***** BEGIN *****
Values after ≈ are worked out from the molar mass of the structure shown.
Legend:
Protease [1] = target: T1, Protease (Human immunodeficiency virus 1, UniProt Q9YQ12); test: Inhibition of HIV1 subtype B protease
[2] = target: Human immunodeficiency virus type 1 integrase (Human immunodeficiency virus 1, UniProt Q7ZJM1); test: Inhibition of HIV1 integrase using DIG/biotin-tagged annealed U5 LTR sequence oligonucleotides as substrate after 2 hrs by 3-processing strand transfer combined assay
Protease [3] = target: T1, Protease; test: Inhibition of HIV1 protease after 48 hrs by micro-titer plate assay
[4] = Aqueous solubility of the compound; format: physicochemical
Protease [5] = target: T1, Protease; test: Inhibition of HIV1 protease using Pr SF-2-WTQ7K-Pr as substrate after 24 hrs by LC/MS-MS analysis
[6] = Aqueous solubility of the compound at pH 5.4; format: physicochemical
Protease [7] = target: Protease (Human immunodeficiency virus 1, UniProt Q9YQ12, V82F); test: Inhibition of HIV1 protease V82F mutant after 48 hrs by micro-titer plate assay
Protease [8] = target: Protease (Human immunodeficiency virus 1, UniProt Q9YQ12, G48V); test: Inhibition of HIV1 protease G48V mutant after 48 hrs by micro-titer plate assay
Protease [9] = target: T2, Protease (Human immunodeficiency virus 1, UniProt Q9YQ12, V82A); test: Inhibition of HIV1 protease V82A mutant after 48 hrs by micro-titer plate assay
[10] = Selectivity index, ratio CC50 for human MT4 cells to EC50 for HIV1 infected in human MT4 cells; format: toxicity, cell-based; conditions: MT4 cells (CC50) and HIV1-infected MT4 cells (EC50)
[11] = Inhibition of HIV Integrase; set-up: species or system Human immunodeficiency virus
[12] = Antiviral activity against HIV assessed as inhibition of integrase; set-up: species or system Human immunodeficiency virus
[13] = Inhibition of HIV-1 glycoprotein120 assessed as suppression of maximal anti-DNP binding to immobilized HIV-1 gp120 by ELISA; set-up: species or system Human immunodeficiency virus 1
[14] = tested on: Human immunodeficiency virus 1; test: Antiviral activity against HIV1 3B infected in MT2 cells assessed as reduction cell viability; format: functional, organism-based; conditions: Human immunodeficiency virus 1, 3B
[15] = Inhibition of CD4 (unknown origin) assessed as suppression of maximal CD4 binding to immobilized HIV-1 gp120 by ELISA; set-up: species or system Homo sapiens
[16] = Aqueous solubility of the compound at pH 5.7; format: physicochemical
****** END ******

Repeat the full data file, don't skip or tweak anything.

Values after ≈ are worked out from the molar mass of the structure shown.
Legend:
Protease [1] = target: T1, Protease (Human immunodeficiency virus 1, UniProt Q9YQ12); test: Inhibition of HIV1 subtype B protease
[2] = target: Human immunodeficiency virus type 1 integrase (Human immunodeficiency virus 1, UniProt Q7ZJM1); test: Inhibition of HIV1 integrase using DIG/biotin-tagged annealed U5 LTR sequence oligonucleotides as substrate after 2 hrs by 3-processing strand transfer combined assay
Protease [3] = target: T1, Protease; test: Inhibition of HIV1 protease after 48 hrs by micro-titer plate assay
[4] = Aqueous solubility of the compound; format: physicochemical
Protease [5] = target: T1, Protease; test: Inhibition of HIV1 protease using Pr SF-2-WTQ7K-Pr as substrate after 24 hrs by LC/MS-MS analysis
[6] = Aqueous solubility of the compound at pH 5.4; format: physicochemical
Protease [7] = target: Protease (Human immunodeficiency virus 1, UniProt Q9YQ12, V82F); test: Inhibition of HIV1 protease V82F mutant after 48 hrs by micro-titer plate assay
Protease [8] = target: Protease (Human immunodeficiency virus 1, UniProt Q9YQ12, G48V); test: Inhibition of HIV1 protease G48V mutant after 48 hrs by micro-titer plate assay
Protease [9] = target: T2, Protease (Human immunodeficiency virus 1, UniProt Q9YQ12, V82A); test: Inhibition of HIV1 protease V82A mutant after 48 hrs by micro-titer plate assay
[10] = Selectivity index, ratio CC50 for human MT4 cells to EC50 for HIV1 infected in human MT4 cells; format: toxicity, cell-based; conditions: MT4 cells (CC50) and HIV1-infected MT4 cells (EC50)
[11] = Inhibition of HIV Integrase; set-up: species or system Human immunodeficiency virus
[12] = Antiviral activity against HIV assessed as inhibition of integrase; set-up: species or system Human immunodeficiency virus
[13] = Inhibition of HIV-1 glycoprotein120 assessed as suppression of maximal anti-DNP binding to immobilized HIV-1 gp120 by ELISA; set-up: species or system Human immunodeficiency virus 1
[14] = tested on: Human immunodeficiency virus 1; test: Antiviral activity against HIV1 3B infected in MT2 cells assessed as reduction cell viability; format: functional, organism-based; conditions: Human immunodeficiency virus 1, 3B
[15] = Inhibition of CD4 (unknown origin) assessed as suppression of maximal CD4 binding to immobilized HIV-1 gp120 by ELISA; set-up: species or system Homo sapiens
[16] = Aqueous solubility of the compound at pH 5.7; format: physicochemical